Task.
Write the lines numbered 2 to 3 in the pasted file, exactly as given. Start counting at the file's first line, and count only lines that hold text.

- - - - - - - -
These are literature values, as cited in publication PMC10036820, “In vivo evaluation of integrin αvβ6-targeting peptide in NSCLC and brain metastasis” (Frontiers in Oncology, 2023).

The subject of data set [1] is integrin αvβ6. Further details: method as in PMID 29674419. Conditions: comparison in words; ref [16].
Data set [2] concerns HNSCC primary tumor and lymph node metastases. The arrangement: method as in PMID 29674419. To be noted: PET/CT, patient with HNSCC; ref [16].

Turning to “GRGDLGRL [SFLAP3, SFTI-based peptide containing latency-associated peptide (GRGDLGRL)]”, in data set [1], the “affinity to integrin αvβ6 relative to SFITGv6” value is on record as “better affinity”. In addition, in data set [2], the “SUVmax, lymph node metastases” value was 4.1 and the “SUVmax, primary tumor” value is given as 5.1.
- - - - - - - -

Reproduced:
The subject of data set [1] is integrin αvβ6. Further details: method as in PMID 29674419. Conditions: comparison in words; ref [16].
Data set [2] concerns HNSCC primary tumor and lymph node metastases. The arrangement: method as in PMID 29674419. To be noted: PET/CT, patient with HNSCC; ref [16].